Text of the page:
It’s Friday afternoon in Manchester and upstairs at Northern Quarter venue Soup Kitchen, Field Music are finishing up a meal ahead of our interview. The majority of Field Music anyway – live guitarist Kevin Dosdale is elsewhere, whilst Peter Brewis is nowhere to be found. His brother David suggests he’s snubbed the food on offer at the venue in favour of chips around the corner (Peter would later refer to mushy peas as the “British dahl”, a depressing prediction for post Brexit Britain…)
It turns out that Peter is merely downstairs, sound checking drums all by himself ahead of their early stage time. That evening they would play their second ‘in-store’ of the week for a number of lucky punters, having played at Phase One in Liverpool the night before. Liverpool may have had them a day early, but their latest release ‘Making A New World’ came out good and proper whilst they were in Manchester, reliably produced on wax by their devoted label Memphis Industries.
The release date also tied in nicely with the 100 year anniversary of the Treaty of Versailles becoming effective, the very Treaty that ended the state of war between Germany and the Allied Powers.
“Timed to perfection.” Says David with a smile when we finally get sat. The past 12 months and beyond have been First World War centric for the Brewis Brothers (save for mid-year when David looked at current events with his School of Language album ‘45’, themed around the presidency of he who shall not be named), given ‘Making A New World’ explores themes surrounding the after-effects of WWI across its 19 tracks.
“I think mostly people seemed to have got what we were going for, which we weren’t sure would be the case.” Says David of how it’s been received.
“I think the reception seems to have been better than our own reception” Adds Peter, creasing up David in the process. “It was kind of different for us to do this sort of thing. I think we were a bit sort of like – what do we even make of this? What do other people make of it?” He continues. “Quite often we’ll go from making an album, you know, reviews will come out and I basically don’t care what anyone says about it. I think it’s good, it’s what I intended to do. I couldn’t give… You know, it’s better when they are nice reviews. So this one, I was very much ready to get some bad reviews…”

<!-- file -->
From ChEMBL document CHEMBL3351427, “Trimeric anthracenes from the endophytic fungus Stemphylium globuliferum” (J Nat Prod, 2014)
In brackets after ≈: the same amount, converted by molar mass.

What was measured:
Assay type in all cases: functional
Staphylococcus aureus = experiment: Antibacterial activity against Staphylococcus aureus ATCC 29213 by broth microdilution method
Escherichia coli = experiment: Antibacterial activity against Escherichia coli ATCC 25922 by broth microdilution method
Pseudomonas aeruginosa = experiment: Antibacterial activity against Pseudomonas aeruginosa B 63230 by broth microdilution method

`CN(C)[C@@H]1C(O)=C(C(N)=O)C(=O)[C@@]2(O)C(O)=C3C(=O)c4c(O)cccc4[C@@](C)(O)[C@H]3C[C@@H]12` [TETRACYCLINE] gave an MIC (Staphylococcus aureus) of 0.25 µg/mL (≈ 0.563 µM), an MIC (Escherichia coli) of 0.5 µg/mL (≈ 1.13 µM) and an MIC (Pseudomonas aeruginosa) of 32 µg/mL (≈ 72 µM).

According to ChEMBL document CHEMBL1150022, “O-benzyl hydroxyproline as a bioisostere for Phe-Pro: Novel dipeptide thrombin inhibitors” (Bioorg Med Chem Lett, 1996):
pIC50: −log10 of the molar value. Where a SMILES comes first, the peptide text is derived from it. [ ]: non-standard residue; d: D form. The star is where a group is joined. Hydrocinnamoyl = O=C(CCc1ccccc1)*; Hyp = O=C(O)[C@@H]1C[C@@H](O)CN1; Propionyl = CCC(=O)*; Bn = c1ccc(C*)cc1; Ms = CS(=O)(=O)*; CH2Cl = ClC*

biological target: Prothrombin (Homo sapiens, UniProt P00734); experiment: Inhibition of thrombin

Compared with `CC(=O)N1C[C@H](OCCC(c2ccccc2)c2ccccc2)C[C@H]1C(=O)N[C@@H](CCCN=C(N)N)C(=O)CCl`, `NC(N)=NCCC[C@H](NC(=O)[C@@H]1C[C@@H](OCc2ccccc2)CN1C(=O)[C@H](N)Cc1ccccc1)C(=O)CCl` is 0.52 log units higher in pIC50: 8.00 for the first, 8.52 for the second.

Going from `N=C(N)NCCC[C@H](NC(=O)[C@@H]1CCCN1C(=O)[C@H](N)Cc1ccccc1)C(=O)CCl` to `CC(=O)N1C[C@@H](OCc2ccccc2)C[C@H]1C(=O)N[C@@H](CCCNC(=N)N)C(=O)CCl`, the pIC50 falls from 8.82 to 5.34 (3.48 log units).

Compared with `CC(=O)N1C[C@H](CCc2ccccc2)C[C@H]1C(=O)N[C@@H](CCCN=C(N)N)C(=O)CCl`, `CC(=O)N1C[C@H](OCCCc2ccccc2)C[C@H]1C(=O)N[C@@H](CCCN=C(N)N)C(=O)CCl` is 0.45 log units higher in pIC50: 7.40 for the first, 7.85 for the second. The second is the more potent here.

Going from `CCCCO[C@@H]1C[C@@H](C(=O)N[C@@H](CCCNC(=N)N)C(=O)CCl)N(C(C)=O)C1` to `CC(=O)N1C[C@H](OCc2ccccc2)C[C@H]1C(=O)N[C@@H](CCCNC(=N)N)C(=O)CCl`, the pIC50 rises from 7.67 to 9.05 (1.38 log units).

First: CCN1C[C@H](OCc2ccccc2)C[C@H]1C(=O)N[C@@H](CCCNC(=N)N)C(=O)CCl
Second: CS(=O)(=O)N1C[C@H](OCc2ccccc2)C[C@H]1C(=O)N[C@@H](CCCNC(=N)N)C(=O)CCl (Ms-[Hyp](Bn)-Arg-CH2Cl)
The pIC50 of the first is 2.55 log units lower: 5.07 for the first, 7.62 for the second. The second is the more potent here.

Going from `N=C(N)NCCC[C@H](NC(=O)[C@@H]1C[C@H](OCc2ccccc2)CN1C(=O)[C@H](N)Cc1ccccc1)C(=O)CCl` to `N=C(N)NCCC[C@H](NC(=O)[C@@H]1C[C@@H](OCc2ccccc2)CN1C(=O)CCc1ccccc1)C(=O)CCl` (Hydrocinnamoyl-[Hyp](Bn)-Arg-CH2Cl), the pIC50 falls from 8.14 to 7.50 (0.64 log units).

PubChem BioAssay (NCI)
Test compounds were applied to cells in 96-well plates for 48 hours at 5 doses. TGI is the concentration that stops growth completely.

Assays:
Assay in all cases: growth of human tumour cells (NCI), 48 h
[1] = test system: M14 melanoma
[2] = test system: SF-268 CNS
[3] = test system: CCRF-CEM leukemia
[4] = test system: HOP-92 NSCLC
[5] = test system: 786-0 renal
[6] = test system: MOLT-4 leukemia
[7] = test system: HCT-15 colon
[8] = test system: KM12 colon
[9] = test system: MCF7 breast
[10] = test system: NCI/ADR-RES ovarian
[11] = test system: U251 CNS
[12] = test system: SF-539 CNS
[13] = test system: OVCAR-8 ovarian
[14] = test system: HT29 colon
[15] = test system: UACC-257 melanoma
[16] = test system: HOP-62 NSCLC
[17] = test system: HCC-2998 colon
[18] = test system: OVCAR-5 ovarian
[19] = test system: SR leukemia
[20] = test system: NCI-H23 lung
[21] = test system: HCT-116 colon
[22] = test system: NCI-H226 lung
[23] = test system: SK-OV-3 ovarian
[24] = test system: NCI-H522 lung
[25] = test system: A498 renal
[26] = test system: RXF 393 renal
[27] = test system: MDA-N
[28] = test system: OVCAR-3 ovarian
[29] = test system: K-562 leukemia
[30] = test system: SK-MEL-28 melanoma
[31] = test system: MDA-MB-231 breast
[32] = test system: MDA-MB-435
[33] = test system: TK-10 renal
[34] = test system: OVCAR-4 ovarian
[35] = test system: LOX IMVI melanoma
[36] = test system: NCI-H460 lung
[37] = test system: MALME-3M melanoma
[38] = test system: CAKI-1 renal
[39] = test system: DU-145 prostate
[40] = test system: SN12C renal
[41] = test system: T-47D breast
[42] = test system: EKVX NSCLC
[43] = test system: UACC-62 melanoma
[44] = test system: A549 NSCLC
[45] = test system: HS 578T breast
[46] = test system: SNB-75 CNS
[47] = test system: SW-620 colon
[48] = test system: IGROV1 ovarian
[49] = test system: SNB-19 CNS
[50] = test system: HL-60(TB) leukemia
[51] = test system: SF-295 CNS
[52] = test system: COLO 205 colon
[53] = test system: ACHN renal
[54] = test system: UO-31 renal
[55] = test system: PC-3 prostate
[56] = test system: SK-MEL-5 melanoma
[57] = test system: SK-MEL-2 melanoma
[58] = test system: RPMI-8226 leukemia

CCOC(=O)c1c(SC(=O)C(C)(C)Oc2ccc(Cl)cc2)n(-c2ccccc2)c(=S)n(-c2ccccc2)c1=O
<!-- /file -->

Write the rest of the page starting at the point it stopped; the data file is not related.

David chuckles again as Peter ponders their decision. “…and to say – yeah, you’re probably right. It probably is a bit all over the shop. We probably have bitten off more than we could chew. Writing songs kind of about the end of the First World War and the hundred years afterwards, that’s probably quite a touchy subject for a lot of people…”
“We tried to be true to the kind of things that we could tackle.” Says David. “It would not have made sense for us to have made an album about the horrors of war, ‘cus we have no experiences that could possibly be a parallel to that. It would’ve been trite and it probably would’ve been bullshit. We try to avoid that if we can.”
Peel off the cellophane from the new record and you’ll no doubt relish in its double gatefold glory. Colour coded song titles on the back cover and its overall presentation confirm that – yes, it’s officially a ‘concept album’. Having been accused of being a prog band for the longest time, is now the time for Field Music to officially embrace prog and concept albums?
“It’s absolutely a concept album. There is a concept.” Adds David with a laugh.
“…It’s kind of funny that we’ve done one now. There’s no getting away from it.” Adds Peter. “I think once we realised we were gonna do it, in my mind it was like – yeah, let’s have a gatefold sleeve with the explanations of all the songs. Let’s do colour coordination…”
Work on the album began when Field Music were commissioned for two special performances at both Imperial War Museum locations in Salford and London, closing out their First World War Centenary programming. The ‘Making a New World’ season explored how the First World War changed and continues to shape society, with Field Music originally asked for a performance rather than to create a new batch of songs. Once work began however, the brothers Brewis soon realised they were onto a winner with the production of new music set around the theme.